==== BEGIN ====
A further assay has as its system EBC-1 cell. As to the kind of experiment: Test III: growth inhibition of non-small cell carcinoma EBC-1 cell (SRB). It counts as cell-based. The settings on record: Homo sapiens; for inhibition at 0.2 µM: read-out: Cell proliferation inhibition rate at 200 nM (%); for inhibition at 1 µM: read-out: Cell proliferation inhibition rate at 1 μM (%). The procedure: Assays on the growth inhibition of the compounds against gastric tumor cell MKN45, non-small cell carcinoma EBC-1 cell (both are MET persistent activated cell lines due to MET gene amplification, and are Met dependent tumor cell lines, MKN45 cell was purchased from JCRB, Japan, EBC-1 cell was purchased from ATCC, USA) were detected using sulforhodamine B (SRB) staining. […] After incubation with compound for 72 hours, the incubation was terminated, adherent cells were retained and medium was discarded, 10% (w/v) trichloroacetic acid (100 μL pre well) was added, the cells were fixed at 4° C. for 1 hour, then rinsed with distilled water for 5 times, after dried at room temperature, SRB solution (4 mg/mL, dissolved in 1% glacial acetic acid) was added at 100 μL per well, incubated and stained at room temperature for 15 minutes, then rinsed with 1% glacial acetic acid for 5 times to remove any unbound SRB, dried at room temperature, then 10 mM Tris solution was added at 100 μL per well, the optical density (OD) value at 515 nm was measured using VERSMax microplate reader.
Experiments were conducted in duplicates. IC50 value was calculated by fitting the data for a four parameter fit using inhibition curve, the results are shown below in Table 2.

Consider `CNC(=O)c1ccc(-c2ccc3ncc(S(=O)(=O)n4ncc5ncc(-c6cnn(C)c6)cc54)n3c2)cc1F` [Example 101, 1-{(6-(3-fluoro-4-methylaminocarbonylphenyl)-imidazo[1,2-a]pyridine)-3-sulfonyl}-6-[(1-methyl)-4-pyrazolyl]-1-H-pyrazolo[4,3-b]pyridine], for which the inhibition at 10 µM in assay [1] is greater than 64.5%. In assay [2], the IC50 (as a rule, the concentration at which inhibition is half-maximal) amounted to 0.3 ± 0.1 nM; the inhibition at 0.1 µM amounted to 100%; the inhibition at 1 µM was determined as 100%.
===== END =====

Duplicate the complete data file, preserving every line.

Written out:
A further assay has as its system EBC-1 cell. As to the kind of experiment: Test III: growth inhibition of non-small cell carcinoma EBC-1 cell (SRB). It counts as cell-based. The settings on record: Homo sapiens; for inhibition at 0.2 µM: read-out: Cell proliferation inhibition rate at 200 nM (%); for inhibition at 1 µM: read-out: Cell proliferation inhibition rate at 1 μM (%). The procedure: Assays on the growth inhibition of the compounds against gastric tumor cell MKN45, non-small cell carcinoma EBC-1 cell (both are MET persistent activated cell lines due to MET gene amplification, and are Met dependent tumor cell lines, MKN45 cell was purchased from JCRB, Japan, EBC-1 cell was purchased from ATCC, USA) were detected using sulforhodamine B (SRB) staining. […] After incubation with compound for 72 hours, the incubation was terminated, adherent cells were retained and medium was discarded, 10% (w/v) trichloroacetic acid (100 μL pre well) was added, the cells were fixed at 4° C. for 1 hour, then rinsed with distilled water for 5 times, after dried at room temperature, SRB solution (4 mg/mL, dissolved in 1% glacial acetic acid) was added at 100 μL per well, incubated and stained at room temperature for 15 minutes, then rinsed with 1% glacial acetic acid for 5 times to remove any unbound SRB, dried at room temperature, then 10 mM Tris solution was added at 100 μL per well, the optical density (OD) value at 515 nm was measured using VERSMax microplate reader.
Experiments were conducted in duplicates. IC50 value was calculated by fitting the data for a four parameter fit using inhibition curve, the results are shown below in Table 2.

Consider `CNC(=O)c1ccc(-c2ccc3ncc(S(=O)(=O)n4ncc5ncc(-c6cnn(C)c6)cc54)n3c2)cc1F` [Example 101, 1-{(6-(3-fluoro-4-methylaminocarbonylphenyl)-imidazo[1,2-a]pyridine)-3-sulfonyl}-6-[(1-methyl)-4-pyrazolyl]-1-H-pyrazolo[4,3-b]pyridine], for which the inhibition at 10 µM in assay [1] is greater than 64.5%. In assay [2], the IC50 (as a rule, the concentration at which inhibition is half-maximal) amounted to 0.3 ± 0.1 nM; the inhibition at 0.1 µM amounted to 100%; the inhibition at 1 µM was determined as 100%.